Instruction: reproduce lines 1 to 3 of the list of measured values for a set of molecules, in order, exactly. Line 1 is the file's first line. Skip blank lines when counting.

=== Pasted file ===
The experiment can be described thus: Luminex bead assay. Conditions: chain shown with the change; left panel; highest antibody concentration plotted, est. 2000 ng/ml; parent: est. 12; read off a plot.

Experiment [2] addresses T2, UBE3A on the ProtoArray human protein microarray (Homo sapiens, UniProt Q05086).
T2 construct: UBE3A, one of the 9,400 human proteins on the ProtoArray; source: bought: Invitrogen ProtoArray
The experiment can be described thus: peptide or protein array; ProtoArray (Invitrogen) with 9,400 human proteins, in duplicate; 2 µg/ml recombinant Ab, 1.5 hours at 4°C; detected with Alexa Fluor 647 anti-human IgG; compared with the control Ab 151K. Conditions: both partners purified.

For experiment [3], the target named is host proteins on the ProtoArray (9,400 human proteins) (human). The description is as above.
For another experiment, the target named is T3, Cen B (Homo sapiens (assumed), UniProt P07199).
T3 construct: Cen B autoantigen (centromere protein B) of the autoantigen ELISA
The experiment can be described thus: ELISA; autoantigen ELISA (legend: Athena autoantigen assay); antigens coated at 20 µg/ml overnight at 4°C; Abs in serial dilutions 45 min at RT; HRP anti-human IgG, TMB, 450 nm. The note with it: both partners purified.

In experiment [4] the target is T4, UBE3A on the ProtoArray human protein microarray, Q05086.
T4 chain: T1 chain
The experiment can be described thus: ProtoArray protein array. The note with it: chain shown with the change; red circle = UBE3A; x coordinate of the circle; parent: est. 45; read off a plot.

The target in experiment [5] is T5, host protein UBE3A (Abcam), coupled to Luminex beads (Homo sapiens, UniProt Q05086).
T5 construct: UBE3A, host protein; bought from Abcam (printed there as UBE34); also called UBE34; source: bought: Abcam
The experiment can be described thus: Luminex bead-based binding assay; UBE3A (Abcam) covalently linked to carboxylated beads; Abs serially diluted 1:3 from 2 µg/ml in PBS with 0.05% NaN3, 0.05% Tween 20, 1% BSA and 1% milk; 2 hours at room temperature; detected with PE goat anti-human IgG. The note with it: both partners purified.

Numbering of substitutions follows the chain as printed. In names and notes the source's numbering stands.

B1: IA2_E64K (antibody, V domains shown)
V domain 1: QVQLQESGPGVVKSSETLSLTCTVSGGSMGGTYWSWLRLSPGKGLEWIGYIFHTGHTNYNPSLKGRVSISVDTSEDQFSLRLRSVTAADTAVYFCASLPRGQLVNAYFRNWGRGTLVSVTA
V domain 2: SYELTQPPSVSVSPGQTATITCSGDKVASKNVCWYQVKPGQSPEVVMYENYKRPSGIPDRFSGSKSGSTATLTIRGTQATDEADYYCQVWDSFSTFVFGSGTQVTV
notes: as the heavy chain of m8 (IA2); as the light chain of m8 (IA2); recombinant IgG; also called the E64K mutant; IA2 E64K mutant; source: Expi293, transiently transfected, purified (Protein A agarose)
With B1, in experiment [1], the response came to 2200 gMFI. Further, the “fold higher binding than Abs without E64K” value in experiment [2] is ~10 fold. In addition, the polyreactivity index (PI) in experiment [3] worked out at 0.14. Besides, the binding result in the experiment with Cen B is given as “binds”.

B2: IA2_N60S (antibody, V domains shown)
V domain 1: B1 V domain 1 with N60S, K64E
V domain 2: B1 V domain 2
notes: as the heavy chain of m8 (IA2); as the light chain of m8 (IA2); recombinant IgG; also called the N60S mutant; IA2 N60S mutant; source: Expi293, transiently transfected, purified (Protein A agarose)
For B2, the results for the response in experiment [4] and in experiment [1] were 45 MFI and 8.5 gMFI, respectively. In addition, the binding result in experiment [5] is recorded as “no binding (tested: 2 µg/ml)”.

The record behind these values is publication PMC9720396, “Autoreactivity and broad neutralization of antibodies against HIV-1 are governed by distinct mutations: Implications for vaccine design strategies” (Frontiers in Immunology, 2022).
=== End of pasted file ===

The experiment can be described thus: Luminex bead assay. Conditions: chain shown with the change; left panel; highest antibody concentration plotted, est. 2000 ng/ml; parent: est. 12; read off a plot.

Experiment [2] addresses T2, UBE3A on the ProtoArray human protein microarray (Homo sapiens, UniProt Q05086).
T2 construct: UBE3A, one of the 9,400 human proteins on the ProtoArray; source: bought: Invitrogen ProtoArray